The Essex Regiment During the 1st World War
This was a talk that I attended at Roman Circus House in Colchester. it was part of the 2015/2016 winter season of talks organised by the Colchester Archaeological Group.
I very nearly didn’t go – it had been a very busy cold day day, but I’m so pleased that I did.
The talk was given by Ian Hook, the curator for the Essex Regiment Museum. the museum is a part of the Chelmsford Museum in Oaklands Park, and it’s well worth a visit. Here’s our article about our trip to the museum in early 2016.
I had been a little concerned that the talk would be rather dry, concentrating on battles and battle honours, but in fact Neil concentrated on the human stories, referring to soldiers, their experiences, where they joined up and the affect of the war on local communities. The talk was very well illustrated, with photo’s of soldiers and Essex towns and villages, as well as some rare photo’s of the regiment in battle formation in the Sinai Desert.
The 8th Essex Cycle Battalion was based in Sir Issac’s Walk in Colchester. It was believed that a man on a bike would be as fast as a cavalry soldier, and at the end of the day the bike wouldn’t need to be fed and watered. The 10th Battalion were also based in Colchester.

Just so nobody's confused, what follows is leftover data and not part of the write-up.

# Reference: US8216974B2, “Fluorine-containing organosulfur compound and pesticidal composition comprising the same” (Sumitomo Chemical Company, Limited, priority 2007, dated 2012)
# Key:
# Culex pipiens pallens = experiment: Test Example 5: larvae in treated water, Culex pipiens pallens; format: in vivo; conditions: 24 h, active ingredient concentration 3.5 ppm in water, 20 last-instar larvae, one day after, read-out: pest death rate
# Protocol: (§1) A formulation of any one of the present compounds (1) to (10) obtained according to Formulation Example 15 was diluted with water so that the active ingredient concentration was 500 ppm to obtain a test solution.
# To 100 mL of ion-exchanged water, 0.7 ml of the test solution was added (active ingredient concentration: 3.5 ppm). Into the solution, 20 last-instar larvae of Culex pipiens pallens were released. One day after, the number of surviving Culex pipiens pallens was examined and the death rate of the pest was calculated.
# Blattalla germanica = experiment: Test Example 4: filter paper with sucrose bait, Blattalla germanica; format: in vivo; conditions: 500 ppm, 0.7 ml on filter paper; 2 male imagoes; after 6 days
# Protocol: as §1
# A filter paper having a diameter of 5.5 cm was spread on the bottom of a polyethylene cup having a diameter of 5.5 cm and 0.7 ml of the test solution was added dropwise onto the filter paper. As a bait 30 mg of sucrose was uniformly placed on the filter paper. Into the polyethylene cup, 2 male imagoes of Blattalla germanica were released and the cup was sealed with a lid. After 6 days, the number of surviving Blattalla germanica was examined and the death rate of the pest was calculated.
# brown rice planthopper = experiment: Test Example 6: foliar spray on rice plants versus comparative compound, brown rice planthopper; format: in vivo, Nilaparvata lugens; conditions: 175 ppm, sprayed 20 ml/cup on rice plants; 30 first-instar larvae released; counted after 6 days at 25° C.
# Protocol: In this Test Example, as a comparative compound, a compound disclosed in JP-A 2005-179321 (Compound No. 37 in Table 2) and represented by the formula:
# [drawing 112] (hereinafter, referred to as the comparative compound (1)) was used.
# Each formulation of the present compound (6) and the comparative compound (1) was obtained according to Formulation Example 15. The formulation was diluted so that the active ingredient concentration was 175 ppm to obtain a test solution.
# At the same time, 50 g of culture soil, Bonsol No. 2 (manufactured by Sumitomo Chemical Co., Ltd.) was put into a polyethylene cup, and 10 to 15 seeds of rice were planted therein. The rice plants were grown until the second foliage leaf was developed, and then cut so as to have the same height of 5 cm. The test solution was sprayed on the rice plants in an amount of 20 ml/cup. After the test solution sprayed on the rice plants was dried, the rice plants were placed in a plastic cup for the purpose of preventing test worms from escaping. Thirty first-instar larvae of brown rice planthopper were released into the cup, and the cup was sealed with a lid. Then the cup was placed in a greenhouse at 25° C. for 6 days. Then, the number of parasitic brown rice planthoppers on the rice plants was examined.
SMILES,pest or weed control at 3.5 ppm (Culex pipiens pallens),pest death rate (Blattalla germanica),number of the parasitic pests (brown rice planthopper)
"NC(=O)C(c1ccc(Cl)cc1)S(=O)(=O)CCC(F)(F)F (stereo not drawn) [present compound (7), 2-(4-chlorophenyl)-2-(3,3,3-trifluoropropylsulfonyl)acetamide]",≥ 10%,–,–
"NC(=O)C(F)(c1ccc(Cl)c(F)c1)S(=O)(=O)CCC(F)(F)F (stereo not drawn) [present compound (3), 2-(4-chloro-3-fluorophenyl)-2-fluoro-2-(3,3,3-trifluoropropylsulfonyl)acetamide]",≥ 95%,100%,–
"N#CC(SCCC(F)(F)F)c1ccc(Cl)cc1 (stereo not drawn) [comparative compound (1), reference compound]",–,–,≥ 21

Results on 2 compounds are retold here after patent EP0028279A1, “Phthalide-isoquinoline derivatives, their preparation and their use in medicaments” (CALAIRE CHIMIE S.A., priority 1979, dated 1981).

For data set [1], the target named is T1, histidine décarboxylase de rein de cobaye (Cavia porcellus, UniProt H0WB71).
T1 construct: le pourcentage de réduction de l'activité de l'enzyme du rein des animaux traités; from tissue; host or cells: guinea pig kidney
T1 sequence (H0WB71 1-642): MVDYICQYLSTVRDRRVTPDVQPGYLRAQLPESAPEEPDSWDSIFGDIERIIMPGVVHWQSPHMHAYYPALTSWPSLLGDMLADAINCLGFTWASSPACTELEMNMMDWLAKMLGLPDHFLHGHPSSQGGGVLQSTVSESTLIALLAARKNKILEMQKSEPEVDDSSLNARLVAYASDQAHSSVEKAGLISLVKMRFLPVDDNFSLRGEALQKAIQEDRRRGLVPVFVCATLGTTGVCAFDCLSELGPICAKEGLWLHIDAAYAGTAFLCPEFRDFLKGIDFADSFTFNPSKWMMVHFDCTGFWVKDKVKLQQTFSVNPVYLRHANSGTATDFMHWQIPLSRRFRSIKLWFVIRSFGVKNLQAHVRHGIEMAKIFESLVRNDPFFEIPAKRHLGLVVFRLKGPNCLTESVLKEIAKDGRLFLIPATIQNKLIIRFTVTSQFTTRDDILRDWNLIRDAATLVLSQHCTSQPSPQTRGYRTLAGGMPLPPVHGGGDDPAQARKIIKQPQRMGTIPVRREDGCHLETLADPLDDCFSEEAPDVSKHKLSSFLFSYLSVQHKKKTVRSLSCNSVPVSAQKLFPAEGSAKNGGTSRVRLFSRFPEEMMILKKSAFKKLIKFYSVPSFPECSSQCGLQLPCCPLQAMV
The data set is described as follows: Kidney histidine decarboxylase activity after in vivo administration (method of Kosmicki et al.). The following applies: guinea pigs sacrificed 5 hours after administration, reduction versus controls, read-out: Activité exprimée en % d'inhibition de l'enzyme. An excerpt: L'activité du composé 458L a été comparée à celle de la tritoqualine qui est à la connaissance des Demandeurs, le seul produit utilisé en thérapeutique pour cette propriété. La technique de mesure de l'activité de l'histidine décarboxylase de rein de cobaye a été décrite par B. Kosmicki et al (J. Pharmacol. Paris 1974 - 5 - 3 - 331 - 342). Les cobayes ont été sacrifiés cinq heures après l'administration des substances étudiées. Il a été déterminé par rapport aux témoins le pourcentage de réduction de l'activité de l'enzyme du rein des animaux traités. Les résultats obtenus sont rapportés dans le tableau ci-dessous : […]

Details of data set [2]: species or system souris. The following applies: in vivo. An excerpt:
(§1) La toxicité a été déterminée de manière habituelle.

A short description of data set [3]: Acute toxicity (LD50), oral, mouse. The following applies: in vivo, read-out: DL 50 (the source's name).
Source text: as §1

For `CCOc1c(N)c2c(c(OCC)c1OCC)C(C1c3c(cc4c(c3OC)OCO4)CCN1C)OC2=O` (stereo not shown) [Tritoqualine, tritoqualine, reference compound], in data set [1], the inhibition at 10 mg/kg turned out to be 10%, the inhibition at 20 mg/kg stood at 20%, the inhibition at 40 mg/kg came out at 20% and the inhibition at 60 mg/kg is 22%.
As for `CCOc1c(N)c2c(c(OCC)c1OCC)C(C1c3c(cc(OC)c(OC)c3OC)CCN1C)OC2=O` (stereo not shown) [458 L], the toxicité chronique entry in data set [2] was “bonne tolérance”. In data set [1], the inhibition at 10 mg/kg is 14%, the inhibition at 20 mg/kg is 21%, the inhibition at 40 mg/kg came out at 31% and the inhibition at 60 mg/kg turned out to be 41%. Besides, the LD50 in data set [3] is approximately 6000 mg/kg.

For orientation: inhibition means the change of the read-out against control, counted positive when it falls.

At the start of the war, the country was very unprepared for the rapid expansion of the army. There was not enough accommodation in barracks for soldiers, and so many were billeted with local families. Families had little say in the decision, but were paid 3/4d per week per soldier. There was also a great shortage of uniforms, blankets and equipment. One soldier on signing up and arriving at Warley Barracks, spent his first night in the army sleeping on the parade ground, sharing a blanket with another man. There was a shortage of khaki uniforms, and new conscripts were issued with blue uniforms which were greatly disliked. One group of men in Colchester clubbed together to buy a uniform from Rentons on the High Street so that they looked like a real soldier when they went home on leave.
On Abbey Fields in Colchester huts were eventually put up to accommodate soldiers. At the end of the war, many of these huts were sold and became village halls.
On the Western Front in France, the Essex Regiment named trenches after Colchester roads, for example Lexden Road, and Long Wyre Street.
Some members of the regiment became prisoner’s of war, and the Essex regiment prisoner of War Fund was set up to provide them with some home comforts.
There was a Volunteer Battalion of the Essex Regiment. This was different form the Territorial Army. they didn’t serve abroad, and were quite an elderly group of people. they were similar to the Dad’s Army of the 2nd World War.
Here is my article about a talk on First World war nurse Kate Luard